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Brooklyn’s federal courthouse unveils “A Photographic History of the NYPD”

June 11, 2014 By Rob Abruzzese Brooklyn Daily Eagle
Hon. Carol Bagley Amon, chief judge for the Eastern District of New York, Police Commissioner Bill Bratton and Hon. Loretta A. Preska, chief judge for the Southern District of New York celebrate the new NYPD archive
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The Roosevelt Federal Courthouse in Brooklyn opened its 13th gallery exhibit on Monday depicting a “Photographic History of the NYPD” with pictures of our boys in blue going all the way back to 1845.

“We are very happy and and fortunate enough to have received on loan from the archives of the NYPD these fascinating photographs depicting the history of the famed department,” said Carol Bagley Amon, the Chief Judge of the Eastern District of New York.

It was back in 1845 when the NYPD was established with 800 uniformed officers patrolling the city for the first time. From there it tells the tale of the police department including the institution of the first police matrons in 1891, to the first female officers in 1918 all the way to a photo of the current commissioner William Bratton.

Bratton was on hand to check out the exhibit and to speak at the opening. He talked at length about being a fan of police history and pointed out a few of his favorites including one of the first police matron, a very large and tough looking woman, and a photo of the armed motorcycles with sidecars from 1929.

“I’m not sure who has more formidable armament,” Bratton joked. “She’s quite a formidable looking young lady.“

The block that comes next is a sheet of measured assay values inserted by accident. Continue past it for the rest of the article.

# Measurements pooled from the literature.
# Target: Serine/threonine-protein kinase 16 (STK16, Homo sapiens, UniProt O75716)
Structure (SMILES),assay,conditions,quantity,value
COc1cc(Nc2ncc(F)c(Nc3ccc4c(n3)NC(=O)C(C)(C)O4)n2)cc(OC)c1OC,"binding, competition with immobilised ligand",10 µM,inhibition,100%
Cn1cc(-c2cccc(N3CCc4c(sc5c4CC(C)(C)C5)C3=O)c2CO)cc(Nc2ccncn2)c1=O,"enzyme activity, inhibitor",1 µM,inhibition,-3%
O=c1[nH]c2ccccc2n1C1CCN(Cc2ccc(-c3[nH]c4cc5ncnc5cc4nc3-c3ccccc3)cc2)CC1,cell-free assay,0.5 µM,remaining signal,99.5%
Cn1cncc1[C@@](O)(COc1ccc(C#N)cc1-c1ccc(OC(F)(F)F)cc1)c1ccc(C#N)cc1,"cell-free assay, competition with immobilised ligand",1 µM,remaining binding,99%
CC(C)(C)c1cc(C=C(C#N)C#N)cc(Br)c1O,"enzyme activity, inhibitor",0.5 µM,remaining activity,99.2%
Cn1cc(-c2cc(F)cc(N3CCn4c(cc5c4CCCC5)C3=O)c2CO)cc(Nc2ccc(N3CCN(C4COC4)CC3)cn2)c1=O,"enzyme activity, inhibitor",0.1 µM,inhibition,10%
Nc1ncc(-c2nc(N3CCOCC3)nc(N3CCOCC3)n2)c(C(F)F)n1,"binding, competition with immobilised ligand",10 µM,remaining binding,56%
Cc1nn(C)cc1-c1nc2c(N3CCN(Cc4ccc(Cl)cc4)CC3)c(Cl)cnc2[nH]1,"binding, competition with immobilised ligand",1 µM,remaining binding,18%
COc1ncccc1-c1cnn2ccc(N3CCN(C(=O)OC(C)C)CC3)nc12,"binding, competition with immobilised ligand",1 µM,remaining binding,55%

All kidding aside, Bratton pointed out a photo of the old police headquarters at 240 Centre Street, that was vacated in 1973, and noted that he preferred that building to the current 1 Police Plaza. He also mentioned a photo from 1873 of the first Medal of Valor.

“You might notice the 1873 Medal of Valor from when that was first commissioned,” said Bratton, a Boston native who is also a Red Sox fan. “The interlocking-NY might look very familiar because it has become more commonly known as the New York Yankees symbol, but effectively that symbol was first created by the Tiffany Co. for the NYPD and it predates the Yankees by some number of years.”

The gallery is named after Charles P. Sifton, who served as a judge at the courthouse from 1977 until he passed in 2009. It’s the 13th exhibit since the gallery opened and Bagley Amon said it is something that Sifton would have been very proud of.

“He was an artist at heart and it was important for our new courthouse to have a public space dedicated to the arts,” she said. “That was his dream.”

The gallery typically is stocked with works of art from local Brooklyn artists, however, Bagley Amon admitted that she wasn’t certain if any of these photos were taken by Brooklyn photographers or even if the officers were from Brooklyn. She did point out one important connection — one of the photos featured the grandfather of Eugene Corcoran, the courthouse’s district executive.

“John Corcoran had a distinguished career as a pilot with the Harbor Patrol,” Bagley Amon said. “It was said that he made many rescues. I’m sure that he would be happy to know that his grandson had a distinguished career in law enforcement including, most importantly, when he served as U.S. Marshall for the Eastern District of New York.”

The gallery is located on the first floor of the United States District Court, EDNY located at 225 Cadman Plaza East. It’s open to the public and there is no admission.

“It’s a wonderful display and I hope that people can take the time to walk through and look at each individual picture,” Bratton said.

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